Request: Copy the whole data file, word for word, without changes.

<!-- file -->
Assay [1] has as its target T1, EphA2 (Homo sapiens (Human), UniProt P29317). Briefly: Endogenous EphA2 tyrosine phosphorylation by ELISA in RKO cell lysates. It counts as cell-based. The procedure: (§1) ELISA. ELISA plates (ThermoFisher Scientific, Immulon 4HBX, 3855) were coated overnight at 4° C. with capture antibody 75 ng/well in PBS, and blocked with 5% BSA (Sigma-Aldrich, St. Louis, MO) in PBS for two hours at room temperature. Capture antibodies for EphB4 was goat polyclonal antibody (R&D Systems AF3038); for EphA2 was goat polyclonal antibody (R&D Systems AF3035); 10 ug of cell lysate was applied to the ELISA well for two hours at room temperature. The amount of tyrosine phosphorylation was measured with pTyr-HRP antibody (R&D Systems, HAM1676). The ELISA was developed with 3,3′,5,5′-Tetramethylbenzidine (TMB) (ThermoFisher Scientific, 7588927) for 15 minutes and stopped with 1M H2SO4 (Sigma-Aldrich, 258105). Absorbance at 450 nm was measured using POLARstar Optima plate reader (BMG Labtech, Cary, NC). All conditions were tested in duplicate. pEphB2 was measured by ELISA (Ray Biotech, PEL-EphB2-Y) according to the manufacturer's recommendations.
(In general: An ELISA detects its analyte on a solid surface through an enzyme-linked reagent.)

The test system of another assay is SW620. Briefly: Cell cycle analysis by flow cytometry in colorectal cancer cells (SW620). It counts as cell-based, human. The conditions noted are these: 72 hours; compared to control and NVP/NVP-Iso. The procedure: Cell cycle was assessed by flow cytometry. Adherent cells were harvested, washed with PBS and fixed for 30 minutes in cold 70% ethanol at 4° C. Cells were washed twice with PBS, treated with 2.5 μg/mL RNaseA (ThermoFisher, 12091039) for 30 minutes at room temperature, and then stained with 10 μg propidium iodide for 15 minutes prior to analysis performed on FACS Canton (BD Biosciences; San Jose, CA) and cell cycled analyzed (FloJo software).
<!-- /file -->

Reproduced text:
Assay [1] has as its target T1, EphA2 (Homo sapiens (Human), UniProt P29317). Briefly: Endogenous EphA2 tyrosine phosphorylation by ELISA in RKO cell lysates. It counts as cell-based. The procedure: (§1) ELISA. ELISA plates (ThermoFisher Scientific, Immulon 4HBX, 3855) were coated overnight at 4° C. with capture antibody 75 ng/well in PBS, and blocked with 5% BSA (Sigma-Aldrich, St. Louis, MO) in PBS for two hours at room temperature. Capture antibodies for EphB4 was goat polyclonal antibody (R&D Systems AF3038); for EphA2 was goat polyclonal antibody (R&D Systems AF3035); 10 ug of cell lysate was applied to the ELISA well for two hours at room temperature. The amount of tyrosine phosphorylation was measured with pTyr-HRP antibody (R&D Systems, HAM1676). The ELISA was developed with 3,3′,5,5′-Tetramethylbenzidine (TMB) (ThermoFisher Scientific, 7588927) for 15 minutes and stopped with 1M H2SO4 (Sigma-Aldrich, 258105). Absorbance at 450 nm was measured using POLARstar Optima plate reader (BMG Labtech, Cary, NC). All conditions were tested in duplicate. pEphB2 was measured by ELISA (Ray Biotech, PEL-EphB2-Y) according to the manufacturer's recommendations.
(In general: An ELISA detects its analyte on a solid surface through an enzyme-linked reagent.)

The test system of another assay is SW620. Briefly: Cell cycle analysis by flow cytometry in colorectal cancer cells (SW620). It counts as cell-based, human. The conditions noted are these: 72 hours; compared to control and NVP/NVP-Iso. The procedure: Cell cycle was assessed by flow cytometry. Adherent cells were harvested, washed with PBS and fixed for 30 minutes in cold 70% ethanol at 4° C. Cells were washed twice with PBS, treated with 2.5 μg/mL RNaseA (ThermoFisher, 12091039) for 30 minutes at room temperature, and then stained with 10 μg propidium iodide for 15 minutes prior to analysis performed on FACS Canton (BD Biosciences; San Jose, CA) and cell cycled analyzed (FloJo software).